President Donald Trump said on Monday that China is ready to come back to the negotiating table and the two countries will start talking very seriously.Politicsread more
The escalating trade war between Washington and Beijing dominated discussions at the G-7 gathering in France.Politicsread more
China's state media is putting up a brave front as the country's trade war with the U.S. escalated sharply over the weekend.China Economyread more
The latest round of tariff announcements in the last few days means that by the end of the year, essentially all Chinese goods exported to the U.S. will be subject to duties.China Economyread more
U.S. stock futures surged Monday morning after President Trump said China is ready to come back to the negotiating table following a phone call Sunday and the two countries...Marketsread more
As Washington and Beijing continue to up the ante in their protracted trade fight, the potential of a recession in the U.S. is now "the biggest concern," according to Standard...US Economyread more
Tensions stemming from the U.S.-China trade war escalated sharply over the last few days, with much happening as Asian markets were shut down for the weekend.China Economyread more
Clouding the G-7 gathering, which represents the world's major industrial economies, are the tit-for-tat tariffs between Washington and Beijing.Politicsread more
Neither the U.S. nor China wants to be seen as the party that derailed trade talks, says William Reinsch of Center for Strategic and International Studies.World Economyread more
China said Friday it will be resuming 25% duties on U.S. autos, and a further 5% on auto parts and components.Asia Marketsread more
World leaders, environmental groups and celebrities have publicly decried the vast swaths of forest being destroyed by the fires.World Newsread more
YouTube will start adding previews and links to news articles in order to combat fake news around events, and will enlist popular stars on the platform to teach kids about how to discern real news from falsehoods.
In addition to linking to articles for breaking news in search results, it will also start adding text from third parties including Wikipedia and Encyclopaedia Britannica on subjects that have had widespread misinformation. Sample topics include the moon landing and the Oklahoma City bombing.
The efforts are part of the $300 million that was announced in March, intended to help combat fake news on the company's platforms and give publishers more opportunities to make money. Monday's announcement explained what YouTube was doing with its $25 million portion of the budget.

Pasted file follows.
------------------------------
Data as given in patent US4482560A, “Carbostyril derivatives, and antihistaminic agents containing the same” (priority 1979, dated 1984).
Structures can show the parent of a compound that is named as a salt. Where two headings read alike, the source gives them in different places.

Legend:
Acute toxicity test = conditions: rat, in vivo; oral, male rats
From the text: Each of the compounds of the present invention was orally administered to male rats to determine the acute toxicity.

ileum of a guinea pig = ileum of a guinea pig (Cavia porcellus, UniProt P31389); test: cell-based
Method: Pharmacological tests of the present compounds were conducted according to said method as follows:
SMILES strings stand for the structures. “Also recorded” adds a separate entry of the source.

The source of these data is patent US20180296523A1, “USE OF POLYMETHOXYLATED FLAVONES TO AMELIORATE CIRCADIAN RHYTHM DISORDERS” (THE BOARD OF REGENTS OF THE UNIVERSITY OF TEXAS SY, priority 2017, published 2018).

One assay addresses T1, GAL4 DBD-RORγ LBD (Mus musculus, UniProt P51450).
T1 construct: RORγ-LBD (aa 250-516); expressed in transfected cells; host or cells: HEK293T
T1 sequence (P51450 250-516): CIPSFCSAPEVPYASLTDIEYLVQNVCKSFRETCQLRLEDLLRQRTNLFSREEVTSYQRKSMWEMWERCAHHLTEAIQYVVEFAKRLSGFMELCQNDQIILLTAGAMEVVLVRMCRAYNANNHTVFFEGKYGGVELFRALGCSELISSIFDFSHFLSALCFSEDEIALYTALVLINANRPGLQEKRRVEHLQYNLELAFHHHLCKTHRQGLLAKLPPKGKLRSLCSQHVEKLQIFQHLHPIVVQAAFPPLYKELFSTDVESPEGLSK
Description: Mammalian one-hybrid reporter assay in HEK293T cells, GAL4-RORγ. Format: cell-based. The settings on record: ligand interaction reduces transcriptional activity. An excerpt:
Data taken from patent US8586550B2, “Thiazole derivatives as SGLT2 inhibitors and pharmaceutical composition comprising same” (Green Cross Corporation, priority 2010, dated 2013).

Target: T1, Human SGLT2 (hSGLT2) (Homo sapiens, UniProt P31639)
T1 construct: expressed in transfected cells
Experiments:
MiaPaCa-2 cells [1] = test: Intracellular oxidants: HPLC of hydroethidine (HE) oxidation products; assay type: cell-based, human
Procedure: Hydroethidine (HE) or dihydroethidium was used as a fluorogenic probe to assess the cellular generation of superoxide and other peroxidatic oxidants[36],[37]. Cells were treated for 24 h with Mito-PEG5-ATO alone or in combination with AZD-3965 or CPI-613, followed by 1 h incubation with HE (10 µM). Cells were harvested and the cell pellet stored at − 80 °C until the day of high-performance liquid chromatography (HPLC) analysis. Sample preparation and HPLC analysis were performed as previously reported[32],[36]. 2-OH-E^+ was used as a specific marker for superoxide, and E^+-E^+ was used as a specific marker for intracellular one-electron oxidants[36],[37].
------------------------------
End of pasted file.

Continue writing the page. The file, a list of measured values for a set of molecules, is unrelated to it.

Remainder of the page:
With the funds, YouTube is specifically investing in three main areas. It's creating a working group with news organizations, including Vox Media, Brazil's Jovem Pan and India Today, and media experts to make product recommendations and improve news on YouTube. The company will provide funding in 20 global markets to help global outlets in building video capabilities. It is also expanding its global support for news organizations.
YouTube will also make updates to its apps and homepage to highlight important news. Its Top News and Breaking News tabs will show videos from "authoritative" news sources, which are outlets YouTube has validated as part of their algorithms and peer reviews. It will also show more local news on its YouTube app for TV.
In addition, the company is tapping popular YouTubers, including Ingrid Nilsen, Mark Watson, John Green, ASAP Science, Destin Sandlin and Alonzo Lerone. to teach teens about fake news. Nilsen, Watson and Green will work with MediaWise, a group focused on providing 1 million teens with digital literary skills, to help younger viewers understand today's media literacy issues.
For example, Nilsen, who has 3.8 million YouTube subscribers, spoke at the Teen Vogue Summit on June 1 about how to fact-check stories online. Green, whose CrashCourse YouTube channel has 7.1 million subscribers, created a series specifically breaking down issues such as online advertising, media ownership, and media influence and persuasion. Green is also known for writing the young adult books "The Fault in Our Stars" and "Paper Towns," as well as co-founding social media star conference Vidcon.
Note: CNBC parent company NBCUniversal is an investor in Vox Media.